No formal newsletter this week, just a quick note. As I write this, polls are closing on the east coast of our sprawling country, but it will be many hours before the western ballots are counted. And since it’s shaping up to be a very close race, we might not even get conclusive results in the morning. There could be recounts; there will surely be accusations and double-dealings and power grabs.
It has been, and continues to be, torture.
But in this day and age, we are accustomed to uncertainty. Even if we awoke to some landslide majority or other — hell, even if we awoke to a miraculous Green Wave — we would still not have a clear path forward. The “Green New Deal” legislation that can ensure a swift, fair transition off fossil fuels remains a hint of a glimpse of a blueprint. And the social and regional rifts that have been created (or, more likely, revealed) by this election will take years to heal. Years we don’t have.
But even amidst uncertainty, and faced with the possibility of a huge setback — it’s worth reminding ourselves of how far we’ve come in a short time. Extinction Rebellion was formed in the UK one year ago, with 100 activists and academics signing a call to action. In twelve months, XR has gone from 100 people in a single country to a global movement of thousands. In Canada alone, October’s Week of Rebellion saw bridge occupations occur in 10 cities from coast to coast.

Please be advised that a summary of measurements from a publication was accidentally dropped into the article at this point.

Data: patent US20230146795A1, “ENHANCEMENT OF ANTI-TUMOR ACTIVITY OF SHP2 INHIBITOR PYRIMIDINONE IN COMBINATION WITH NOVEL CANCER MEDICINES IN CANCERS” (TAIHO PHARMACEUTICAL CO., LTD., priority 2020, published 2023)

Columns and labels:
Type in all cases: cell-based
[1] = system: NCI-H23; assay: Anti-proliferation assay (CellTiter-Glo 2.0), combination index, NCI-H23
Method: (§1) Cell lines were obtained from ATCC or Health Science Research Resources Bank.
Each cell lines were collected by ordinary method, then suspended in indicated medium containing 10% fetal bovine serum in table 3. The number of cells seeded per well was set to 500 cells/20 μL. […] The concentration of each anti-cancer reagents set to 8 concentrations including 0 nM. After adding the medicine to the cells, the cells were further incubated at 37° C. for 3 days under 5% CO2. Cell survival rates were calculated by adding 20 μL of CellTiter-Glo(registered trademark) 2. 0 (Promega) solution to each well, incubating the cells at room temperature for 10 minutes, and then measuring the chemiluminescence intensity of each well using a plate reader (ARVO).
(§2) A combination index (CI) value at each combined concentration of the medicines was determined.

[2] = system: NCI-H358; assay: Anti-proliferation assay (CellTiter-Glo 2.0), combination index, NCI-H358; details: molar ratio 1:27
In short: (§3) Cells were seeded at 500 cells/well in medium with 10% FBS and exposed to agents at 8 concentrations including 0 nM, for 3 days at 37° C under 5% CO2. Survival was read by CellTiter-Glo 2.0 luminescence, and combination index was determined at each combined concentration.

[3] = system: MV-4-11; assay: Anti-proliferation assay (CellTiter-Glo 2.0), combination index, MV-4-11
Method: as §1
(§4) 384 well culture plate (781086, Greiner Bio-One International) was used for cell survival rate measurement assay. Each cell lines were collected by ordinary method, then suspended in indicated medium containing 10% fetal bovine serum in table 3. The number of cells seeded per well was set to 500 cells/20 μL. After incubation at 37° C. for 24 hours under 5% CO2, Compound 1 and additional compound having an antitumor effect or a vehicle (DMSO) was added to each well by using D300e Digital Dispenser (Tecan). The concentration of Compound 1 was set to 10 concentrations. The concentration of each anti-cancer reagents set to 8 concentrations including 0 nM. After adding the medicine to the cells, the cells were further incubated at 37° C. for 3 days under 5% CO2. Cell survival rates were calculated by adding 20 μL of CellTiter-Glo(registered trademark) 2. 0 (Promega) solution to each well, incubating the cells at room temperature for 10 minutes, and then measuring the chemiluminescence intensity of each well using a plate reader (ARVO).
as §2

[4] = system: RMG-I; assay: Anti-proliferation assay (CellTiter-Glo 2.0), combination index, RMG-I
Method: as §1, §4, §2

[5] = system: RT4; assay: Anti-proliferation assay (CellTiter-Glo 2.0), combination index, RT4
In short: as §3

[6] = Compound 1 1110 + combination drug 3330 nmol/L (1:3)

And of course, that doesn’t hold a candle to the exponential growth of #FridaysForFuture, which began in August 2018 with a lone 15-year-old girl carrying a single sign, and reached numbers around 7 million last month. When, before in history, has any movement grown and spread so fast, without any hint of violence?
Humanity, like nature, wants to survive.
Friends, I am daunted by our chances of success, and depressed by the backlash of anger and entitlement that grows alongside us, like a self-destroying shadow. But I am encouraged by the groundswell of support for climate action. If it’s not going to come from the top (and it’s not), then it has to come from below. And it is.
Further, I am emboldened by the certainty that our cause is not only right, backed by a tsunami of scientific evidence, but also good — a manifestation of lifeforce, a yearning for healing, a global expression of compassion for other humans and for nature itself.
In a time of uncertainty, it means a lot to know I’m on the side of right and good. Thanks for standing here with me.
I’ll be quiet(ish) next week, too, but expect more news and noise from me in November and beyond.